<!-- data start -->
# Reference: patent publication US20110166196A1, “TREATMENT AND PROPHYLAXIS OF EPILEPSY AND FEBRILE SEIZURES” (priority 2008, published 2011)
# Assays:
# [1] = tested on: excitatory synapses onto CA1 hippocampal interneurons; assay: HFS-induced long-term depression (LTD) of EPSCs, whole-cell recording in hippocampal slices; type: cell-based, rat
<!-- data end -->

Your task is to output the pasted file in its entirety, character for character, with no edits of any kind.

# Reference: patent publication US20110166196A1, “TREATMENT AND PROPHYLAXIS OF EPILEPSY AND FEBRILE SEIZURES” (priority 2008, published 2011)
# Assays:
# [1] = tested on: excitatory synapses onto CA1 hippocampal interneurons; assay: HFS-induced long-term depression (LTD) of EPSCs, whole-cell recording in hippocampal slices; type: cell-based, rat